Here's a Free Charley Stevens Short Story. "Backtrack" Makes a Great Father's Day Gift

I hear from a lot of readers who would like to know more about Charley Stevens. How did he become the wise old owl that Mike Bowditch knows and loves?

Over the past few years, I have been slowly filling out Charley’s biography in a series of short stories. The first was done in humorous vein, a la Mark Twain, in “The Bear Trap.” The second was in the mode of a horror story in the Edgar Award finalist “Rabid.” Now comes “Backtrack,” my first attempt at writing in Charley’s voice; it’s an account of one of his early failures, told to Mike. I imagine them sitting together beside a wood stove while a blizzard rages outside the cabin while the old man spins his yarn.

Backtrack” is available online from the Criminal Element, but if you prefer reading print, just scroll down to the bottom and you will find the option to print the story out — a great way to share it with Dad for Father’s Day while he waits for ALMOST MIDNIGHT to be published on July 2.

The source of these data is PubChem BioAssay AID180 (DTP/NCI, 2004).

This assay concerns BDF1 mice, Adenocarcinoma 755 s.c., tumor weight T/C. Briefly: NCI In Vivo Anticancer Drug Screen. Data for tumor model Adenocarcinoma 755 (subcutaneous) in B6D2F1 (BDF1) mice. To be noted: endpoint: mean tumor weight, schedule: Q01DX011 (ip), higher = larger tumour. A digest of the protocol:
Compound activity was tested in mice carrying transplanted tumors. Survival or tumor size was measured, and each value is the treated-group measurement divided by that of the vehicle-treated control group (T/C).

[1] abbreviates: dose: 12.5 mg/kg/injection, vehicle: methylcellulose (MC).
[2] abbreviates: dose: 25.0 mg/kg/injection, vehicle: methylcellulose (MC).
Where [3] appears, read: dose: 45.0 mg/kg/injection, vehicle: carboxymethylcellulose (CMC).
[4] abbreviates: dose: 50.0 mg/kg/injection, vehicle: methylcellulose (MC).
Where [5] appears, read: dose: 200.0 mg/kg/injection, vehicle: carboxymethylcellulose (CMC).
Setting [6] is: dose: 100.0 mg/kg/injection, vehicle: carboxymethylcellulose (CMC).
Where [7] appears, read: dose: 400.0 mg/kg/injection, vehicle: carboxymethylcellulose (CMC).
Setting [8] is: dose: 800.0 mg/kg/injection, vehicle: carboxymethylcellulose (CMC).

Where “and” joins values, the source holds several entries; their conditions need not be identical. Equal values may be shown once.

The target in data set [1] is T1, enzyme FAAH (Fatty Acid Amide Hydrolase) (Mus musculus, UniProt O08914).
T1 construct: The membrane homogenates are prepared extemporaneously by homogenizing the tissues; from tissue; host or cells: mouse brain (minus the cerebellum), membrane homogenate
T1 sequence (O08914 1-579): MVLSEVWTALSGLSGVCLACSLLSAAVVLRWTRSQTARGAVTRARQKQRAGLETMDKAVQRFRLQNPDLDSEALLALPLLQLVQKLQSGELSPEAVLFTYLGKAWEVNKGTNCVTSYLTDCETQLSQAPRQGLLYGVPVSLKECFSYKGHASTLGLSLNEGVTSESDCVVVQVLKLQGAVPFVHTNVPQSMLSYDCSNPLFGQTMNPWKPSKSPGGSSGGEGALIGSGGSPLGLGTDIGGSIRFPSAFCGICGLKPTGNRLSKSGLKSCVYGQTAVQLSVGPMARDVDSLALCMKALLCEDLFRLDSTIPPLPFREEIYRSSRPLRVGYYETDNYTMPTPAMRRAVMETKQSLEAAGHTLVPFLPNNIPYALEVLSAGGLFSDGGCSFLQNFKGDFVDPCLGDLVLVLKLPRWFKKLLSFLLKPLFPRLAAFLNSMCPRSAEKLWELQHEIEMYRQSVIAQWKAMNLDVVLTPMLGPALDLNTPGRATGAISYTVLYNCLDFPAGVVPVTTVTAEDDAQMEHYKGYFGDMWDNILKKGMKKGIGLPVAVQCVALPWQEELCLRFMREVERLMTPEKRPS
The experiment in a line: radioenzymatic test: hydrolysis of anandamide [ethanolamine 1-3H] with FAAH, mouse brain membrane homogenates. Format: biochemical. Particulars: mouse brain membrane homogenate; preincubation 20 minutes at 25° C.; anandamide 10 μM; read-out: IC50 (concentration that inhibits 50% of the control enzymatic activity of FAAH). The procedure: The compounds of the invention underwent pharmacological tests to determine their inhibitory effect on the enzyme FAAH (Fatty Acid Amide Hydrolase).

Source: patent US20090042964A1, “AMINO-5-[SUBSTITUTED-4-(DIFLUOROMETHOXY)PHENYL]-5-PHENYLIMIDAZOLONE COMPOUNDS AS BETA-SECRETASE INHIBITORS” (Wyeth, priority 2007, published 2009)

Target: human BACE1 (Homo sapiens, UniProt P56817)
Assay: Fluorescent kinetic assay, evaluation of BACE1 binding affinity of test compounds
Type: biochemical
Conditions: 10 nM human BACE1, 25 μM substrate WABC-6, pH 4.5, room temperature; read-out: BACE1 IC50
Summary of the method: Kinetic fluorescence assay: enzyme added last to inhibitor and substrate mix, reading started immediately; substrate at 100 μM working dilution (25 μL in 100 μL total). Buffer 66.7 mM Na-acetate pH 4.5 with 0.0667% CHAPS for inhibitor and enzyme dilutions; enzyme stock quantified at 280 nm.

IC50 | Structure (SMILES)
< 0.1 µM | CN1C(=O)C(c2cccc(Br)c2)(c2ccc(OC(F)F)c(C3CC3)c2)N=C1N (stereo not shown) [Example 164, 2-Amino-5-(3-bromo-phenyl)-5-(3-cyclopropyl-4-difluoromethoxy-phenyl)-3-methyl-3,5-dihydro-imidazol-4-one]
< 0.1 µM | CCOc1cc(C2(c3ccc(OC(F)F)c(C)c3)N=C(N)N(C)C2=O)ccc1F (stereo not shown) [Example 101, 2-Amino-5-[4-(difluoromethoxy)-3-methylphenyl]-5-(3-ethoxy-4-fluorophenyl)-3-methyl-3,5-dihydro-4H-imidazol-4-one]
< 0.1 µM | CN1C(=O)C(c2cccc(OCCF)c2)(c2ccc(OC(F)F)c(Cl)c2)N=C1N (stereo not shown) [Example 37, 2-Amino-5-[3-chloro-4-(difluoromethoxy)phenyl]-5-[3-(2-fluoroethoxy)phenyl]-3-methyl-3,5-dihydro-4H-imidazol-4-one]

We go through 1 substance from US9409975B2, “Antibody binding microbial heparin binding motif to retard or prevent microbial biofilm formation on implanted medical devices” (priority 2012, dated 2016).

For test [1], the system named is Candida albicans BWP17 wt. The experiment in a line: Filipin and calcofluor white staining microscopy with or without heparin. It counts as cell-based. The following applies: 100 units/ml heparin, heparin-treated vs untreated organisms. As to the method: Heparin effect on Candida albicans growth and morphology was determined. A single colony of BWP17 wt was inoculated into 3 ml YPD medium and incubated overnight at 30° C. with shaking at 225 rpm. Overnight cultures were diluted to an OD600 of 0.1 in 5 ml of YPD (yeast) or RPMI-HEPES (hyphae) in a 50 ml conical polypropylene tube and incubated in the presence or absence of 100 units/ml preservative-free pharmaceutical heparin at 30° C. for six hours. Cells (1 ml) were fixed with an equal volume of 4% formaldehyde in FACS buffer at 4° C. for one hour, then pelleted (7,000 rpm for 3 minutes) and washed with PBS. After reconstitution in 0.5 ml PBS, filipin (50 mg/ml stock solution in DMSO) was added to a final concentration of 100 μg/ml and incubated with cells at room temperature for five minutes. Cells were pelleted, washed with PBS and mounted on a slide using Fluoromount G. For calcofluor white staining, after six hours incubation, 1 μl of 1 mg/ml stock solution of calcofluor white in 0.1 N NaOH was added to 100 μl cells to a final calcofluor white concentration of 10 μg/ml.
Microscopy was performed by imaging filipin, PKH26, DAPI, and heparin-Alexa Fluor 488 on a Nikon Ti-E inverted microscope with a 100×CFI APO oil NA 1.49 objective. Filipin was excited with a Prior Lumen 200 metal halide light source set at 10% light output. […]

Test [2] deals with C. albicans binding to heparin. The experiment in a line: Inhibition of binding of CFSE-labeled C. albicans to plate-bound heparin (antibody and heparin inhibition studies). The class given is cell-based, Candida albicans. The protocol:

I hope you enjoy it.

And the New York Times

Somehow in the blur that was the month of July, most of which I spent rushing from one author event to the next, I forgot to mention that Stay Hidden was reviewed in the New York Times! Crime columnist Marilyn Stasio wrote: 

If your chosen line of work is being a hermit, you couldn’t pick a better location that Maquoit, a fogbound island 20 miles off the coast of Maine.  In STAY HIDDEN (Minotaur, $26.99), Mike Bowditch, the game warden investigator in Paul Doiron’s nature-loving mysteries, flies out to Maquoit to investigate the accidental (or accidental-on-purpose) shooting of a sort-of famous journalist named Ariel Evans.  Ariel was supposedly on the island to do research on Blake Markman, a producer who fled Hollywood to live as a hermit and raise Icelandic sheep.  But when the ferry arrives from the mainland, who should step onto the dock but Ariel herself — fit as a fiddle and anxious to investigate her own death.  Doiron captures the stark beauty of his setting without averting his eyes from the sick and starving wildlife, the rancorous feuds among the lobstermen or the homicidal impulses that push islanders off the deep end.

The review is in the July 8 edition of the paper.